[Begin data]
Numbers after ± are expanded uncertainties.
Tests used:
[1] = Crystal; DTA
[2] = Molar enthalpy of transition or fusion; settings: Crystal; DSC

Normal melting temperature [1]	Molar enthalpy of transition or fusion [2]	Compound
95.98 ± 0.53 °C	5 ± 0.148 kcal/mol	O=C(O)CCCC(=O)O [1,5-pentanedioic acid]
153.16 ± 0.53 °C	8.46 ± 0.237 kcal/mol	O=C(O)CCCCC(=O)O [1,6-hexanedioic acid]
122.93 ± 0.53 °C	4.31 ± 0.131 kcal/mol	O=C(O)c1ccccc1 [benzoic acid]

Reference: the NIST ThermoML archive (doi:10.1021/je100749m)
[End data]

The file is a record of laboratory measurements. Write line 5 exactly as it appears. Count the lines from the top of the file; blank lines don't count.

Normal melting temperature [1]	Molar enthalpy of transition or fusion [2]	Compound